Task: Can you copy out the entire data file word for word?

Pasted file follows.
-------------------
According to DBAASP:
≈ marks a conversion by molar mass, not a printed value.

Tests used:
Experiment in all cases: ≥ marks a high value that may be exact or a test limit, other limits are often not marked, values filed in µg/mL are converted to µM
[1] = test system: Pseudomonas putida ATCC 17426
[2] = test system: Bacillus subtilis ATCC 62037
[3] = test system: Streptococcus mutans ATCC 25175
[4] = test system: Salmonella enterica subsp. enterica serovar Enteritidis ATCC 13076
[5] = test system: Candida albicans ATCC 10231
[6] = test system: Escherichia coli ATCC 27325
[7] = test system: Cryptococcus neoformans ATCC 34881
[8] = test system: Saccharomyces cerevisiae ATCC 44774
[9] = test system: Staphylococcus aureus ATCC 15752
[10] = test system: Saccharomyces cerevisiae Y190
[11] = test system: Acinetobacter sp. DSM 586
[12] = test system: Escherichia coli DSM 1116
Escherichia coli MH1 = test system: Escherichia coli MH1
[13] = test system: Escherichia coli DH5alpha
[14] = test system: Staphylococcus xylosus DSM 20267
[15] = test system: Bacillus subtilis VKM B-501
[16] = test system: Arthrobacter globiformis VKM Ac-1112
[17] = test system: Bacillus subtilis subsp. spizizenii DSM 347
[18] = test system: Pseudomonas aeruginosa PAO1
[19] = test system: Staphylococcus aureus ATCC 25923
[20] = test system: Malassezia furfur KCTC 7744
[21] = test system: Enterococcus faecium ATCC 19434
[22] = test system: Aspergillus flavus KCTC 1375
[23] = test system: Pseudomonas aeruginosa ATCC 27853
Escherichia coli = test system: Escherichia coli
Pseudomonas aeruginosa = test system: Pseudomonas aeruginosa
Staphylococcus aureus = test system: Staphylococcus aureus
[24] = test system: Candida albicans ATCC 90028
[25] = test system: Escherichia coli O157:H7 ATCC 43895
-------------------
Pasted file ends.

According to DBAASP:
≈ marks a conversion by molar mass, not a printed value.

Tests used:
Experiment in all cases: ≥ marks a high value that may be exact or a test limit, other limits are often not marked, values filed in µg/mL are converted to µM
[1] = test system: Pseudomonas putida ATCC 17426
[2] = test system: Bacillus subtilis ATCC 62037
[3] = test system: Streptococcus mutans ATCC 25175
[4] = test system: Salmonella enterica subsp. enterica serovar Enteritidis ATCC 13076
[5] = test system: Candida albicans ATCC 10231
[6] = test system: Escherichia coli ATCC 27325
[7] = test system: Cryptococcus neoformans ATCC 34881
[8] = test system: Saccharomyces cerevisiae ATCC 44774
[9] = test system: Staphylococcus aureus ATCC 15752
[10] = test system: Saccharomyces cerevisiae Y190
[11] = test system: Acinetobacter sp. DSM 586
[12] = test system: Escherichia coli DSM 1116
Escherichia coli MH1 = test system: Escherichia coli MH1
[13] = test system: Escherichia coli DH5alpha
[14] = test system: Staphylococcus xylosus DSM 20267
[15] = test system: Bacillus subtilis VKM B-501
[16] = test system: Arthrobacter globiformis VKM Ac-1112
[17] = test system: Bacillus subtilis subsp. spizizenii DSM 347
[18] = test system: Pseudomonas aeruginosa PAO1
[19] = test system: Staphylococcus aureus ATCC 25923
[20] = test system: Malassezia furfur KCTC 7744
[21] = test system: Enterococcus faecium ATCC 19434
[22] = test system: Aspergillus flavus KCTC 1375
[23] = test system: Pseudomonas aeruginosa ATCC 27853
Escherichia coli = test system: Escherichia coli
Pseudomonas aeruginosa = test system: Pseudomonas aeruginosa
Staphylococcus aureus = test system: Staphylococcus aureus
[24] = test system: Candida albicans ATCC 90028
[25] = test system: Escherichia coli O157:H7 ATCC 43895